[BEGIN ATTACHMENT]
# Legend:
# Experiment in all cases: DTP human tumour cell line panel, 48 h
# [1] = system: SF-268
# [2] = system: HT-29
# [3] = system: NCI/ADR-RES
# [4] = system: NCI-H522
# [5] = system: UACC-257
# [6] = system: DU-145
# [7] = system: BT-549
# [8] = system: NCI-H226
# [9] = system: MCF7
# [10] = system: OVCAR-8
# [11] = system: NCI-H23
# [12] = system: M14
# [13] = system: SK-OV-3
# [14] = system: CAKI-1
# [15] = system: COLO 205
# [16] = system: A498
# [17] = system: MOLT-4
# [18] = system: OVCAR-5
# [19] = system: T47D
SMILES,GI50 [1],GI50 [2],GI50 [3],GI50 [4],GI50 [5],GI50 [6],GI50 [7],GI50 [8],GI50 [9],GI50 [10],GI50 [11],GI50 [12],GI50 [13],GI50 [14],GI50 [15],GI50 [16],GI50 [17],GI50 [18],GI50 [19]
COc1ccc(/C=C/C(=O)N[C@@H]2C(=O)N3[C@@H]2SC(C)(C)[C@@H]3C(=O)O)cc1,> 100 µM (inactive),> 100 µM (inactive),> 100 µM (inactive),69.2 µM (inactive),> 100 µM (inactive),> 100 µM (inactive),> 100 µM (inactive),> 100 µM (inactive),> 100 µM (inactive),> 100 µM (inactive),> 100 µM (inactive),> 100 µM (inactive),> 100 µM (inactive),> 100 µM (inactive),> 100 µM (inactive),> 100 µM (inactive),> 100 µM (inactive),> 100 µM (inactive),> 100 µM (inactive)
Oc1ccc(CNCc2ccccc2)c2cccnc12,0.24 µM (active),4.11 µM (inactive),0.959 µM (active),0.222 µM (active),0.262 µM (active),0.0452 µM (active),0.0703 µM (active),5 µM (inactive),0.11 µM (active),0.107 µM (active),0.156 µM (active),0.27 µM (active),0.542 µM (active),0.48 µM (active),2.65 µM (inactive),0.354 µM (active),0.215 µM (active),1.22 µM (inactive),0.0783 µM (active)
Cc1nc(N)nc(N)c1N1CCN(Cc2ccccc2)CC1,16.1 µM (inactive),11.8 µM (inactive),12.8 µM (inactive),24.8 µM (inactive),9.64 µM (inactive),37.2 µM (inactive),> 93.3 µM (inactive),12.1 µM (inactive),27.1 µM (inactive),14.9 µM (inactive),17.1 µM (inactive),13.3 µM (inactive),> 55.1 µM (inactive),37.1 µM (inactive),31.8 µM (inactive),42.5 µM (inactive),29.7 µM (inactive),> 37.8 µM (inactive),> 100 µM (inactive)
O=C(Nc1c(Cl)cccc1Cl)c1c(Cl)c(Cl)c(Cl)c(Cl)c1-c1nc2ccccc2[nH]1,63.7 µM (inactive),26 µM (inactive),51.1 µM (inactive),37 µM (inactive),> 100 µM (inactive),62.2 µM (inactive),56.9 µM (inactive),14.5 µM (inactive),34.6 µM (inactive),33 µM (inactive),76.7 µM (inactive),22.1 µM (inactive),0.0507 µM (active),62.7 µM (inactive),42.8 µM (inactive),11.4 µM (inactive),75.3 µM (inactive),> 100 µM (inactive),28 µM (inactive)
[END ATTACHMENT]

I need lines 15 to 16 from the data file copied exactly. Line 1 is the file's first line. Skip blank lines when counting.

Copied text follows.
# [13] = system: SK-OV-3
# [14] = system: CAKI-1